Influencers on platforms like Instagram and TikTok have garnered millions (billions, even) of followers on the web, and marketers have been reaping the rewards of the relationships they’ve been building with them.
But “influencing” as we know it is changing: Fewer individuals paint nothing but rosy pictures of a charmed life, rich with free gifts and far-off places, without a struggle in sight. Younger generations—and older ones—aren’t really buying it anymore. Certainly the impact social media has on the mental health of viewers is profound, and if the pandemic taught us anything, it’s that everyone struggles, and the more we can share of that, the better.
A recent report released by the CDC shows a concerning number of U.S. teen girls experiencing record high levels of violence, sadness, and suicide risk. While the report does not mention social media as an influence on this data, it does cite the positive difference school-based activities can make in children’s lives, which in turn would suggest less time online.
And social media platforms are taking note: TikTok recently implemented a new time limit for teens on its app—60 minutes per day for its users below age 18. Once the 60 minutes elapses, users will have to enter a passcode to decide whether to continue on the app; users 13 and under will need to consult a parent or guardian for an additional 30 minutes. Instagram is implementing controls to protect its younger users as well.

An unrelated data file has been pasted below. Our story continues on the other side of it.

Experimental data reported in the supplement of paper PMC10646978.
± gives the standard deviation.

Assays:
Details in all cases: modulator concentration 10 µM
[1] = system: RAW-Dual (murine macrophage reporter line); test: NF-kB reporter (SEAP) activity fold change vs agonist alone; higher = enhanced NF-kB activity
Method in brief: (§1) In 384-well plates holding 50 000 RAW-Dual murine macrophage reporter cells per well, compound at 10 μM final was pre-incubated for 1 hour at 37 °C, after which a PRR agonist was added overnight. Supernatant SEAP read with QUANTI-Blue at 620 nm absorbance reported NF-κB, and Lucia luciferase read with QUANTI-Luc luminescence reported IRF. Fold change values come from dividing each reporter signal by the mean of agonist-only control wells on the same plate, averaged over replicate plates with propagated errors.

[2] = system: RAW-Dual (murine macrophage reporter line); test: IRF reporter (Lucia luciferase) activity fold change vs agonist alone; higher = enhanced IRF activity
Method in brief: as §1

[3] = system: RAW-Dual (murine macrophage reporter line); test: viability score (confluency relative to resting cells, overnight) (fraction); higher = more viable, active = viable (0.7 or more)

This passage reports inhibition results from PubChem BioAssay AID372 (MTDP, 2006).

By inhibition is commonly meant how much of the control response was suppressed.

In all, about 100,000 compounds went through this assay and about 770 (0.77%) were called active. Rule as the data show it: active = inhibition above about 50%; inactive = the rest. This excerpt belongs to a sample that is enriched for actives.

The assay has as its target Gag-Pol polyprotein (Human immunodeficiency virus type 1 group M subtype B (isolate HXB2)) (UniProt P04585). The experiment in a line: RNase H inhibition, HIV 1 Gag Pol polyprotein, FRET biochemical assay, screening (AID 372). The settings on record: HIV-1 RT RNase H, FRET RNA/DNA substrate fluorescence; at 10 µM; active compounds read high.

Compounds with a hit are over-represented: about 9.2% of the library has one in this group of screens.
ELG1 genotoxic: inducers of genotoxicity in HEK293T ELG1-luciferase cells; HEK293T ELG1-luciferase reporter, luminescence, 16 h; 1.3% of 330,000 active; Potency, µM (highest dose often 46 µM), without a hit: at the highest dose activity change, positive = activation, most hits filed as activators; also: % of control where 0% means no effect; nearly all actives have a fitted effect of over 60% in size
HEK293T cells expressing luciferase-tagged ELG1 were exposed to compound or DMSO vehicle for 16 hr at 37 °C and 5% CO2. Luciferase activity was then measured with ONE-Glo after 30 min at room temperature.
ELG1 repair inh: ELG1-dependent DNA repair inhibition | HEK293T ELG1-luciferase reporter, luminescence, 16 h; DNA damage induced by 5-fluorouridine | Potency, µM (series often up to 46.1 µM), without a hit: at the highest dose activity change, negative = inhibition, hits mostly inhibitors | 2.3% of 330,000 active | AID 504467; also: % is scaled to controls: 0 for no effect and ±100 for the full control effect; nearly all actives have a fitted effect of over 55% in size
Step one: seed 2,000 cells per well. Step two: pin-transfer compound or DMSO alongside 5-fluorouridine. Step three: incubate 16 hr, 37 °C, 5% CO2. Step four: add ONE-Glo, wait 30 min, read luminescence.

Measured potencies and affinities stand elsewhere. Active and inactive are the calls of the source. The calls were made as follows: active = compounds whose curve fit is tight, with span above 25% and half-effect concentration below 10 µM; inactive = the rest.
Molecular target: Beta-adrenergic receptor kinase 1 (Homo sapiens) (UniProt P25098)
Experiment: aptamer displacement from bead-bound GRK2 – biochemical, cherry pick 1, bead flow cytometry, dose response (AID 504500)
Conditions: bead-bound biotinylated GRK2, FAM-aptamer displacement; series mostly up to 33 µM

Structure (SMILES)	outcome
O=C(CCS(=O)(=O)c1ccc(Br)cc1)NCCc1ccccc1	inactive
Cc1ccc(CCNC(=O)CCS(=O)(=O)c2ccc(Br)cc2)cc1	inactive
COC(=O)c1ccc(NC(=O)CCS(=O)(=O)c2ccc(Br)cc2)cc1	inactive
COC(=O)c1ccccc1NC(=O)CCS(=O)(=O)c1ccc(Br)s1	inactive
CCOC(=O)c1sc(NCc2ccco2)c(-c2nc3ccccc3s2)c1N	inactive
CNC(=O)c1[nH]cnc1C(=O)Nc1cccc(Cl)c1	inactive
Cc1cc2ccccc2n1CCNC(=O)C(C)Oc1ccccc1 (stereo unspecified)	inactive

Aside from spending less time on social media, Gen Z is also helping to influence what we’re seeing there, paving the way for the new influencer, or rather, the de-influencer. Essentially, social media stars are flipping the script on what we’ve become accustomed to. Instead of telling their followers what to buy, they’re sharing what not to.
Chipping away at mass consumerism is a catalyst in this new digital trend, but there are also notes of transparency and this generation’s desire to both be real and see real on their feeds. Because viral products influence users to purchase things they don’t need—and going viral can sometimes be as simple as sending out free products and asking influencers to share positive reviews—de-influencers are debunking the frenzies over such items, sharing why certain products don’t work for them and what might be better alternatives.
“The de-influencing trend has people questioning the value and necessity of these products, which is a clear contrast from how they were once promoted and these products are inauthentic to the normal consumer’s lifestyle,” said Wendy Mei, head of corporate strategy at the neighborhood-centric app Playsee, in an article published on Digiday. The article also noted that the de-influencing trend is changing the creator economy as well as how brands and businesses influence online.
What does this mean for retailers hustling on social? Be aware of the influencer movement’s potential peak. If influencer marketing is a large part or any part of one’s strategy, a shift may be in order. Young consumers want transparency, they want honesty, and they want legitimate experiences. Obviously, as a jeweler or industry service provider, you wouldn’t want one of your products on the receiving end of de-influencing because that would indicate the reviewer thinks it’s not all it’s cracked up to be. As long as a jeweler is being authentic and representing itself and its products in a transparent way, customers and potential clients know it’s a trustworthy choice. That’s becoming an increasingly important factor in a customer’s potential to shop.
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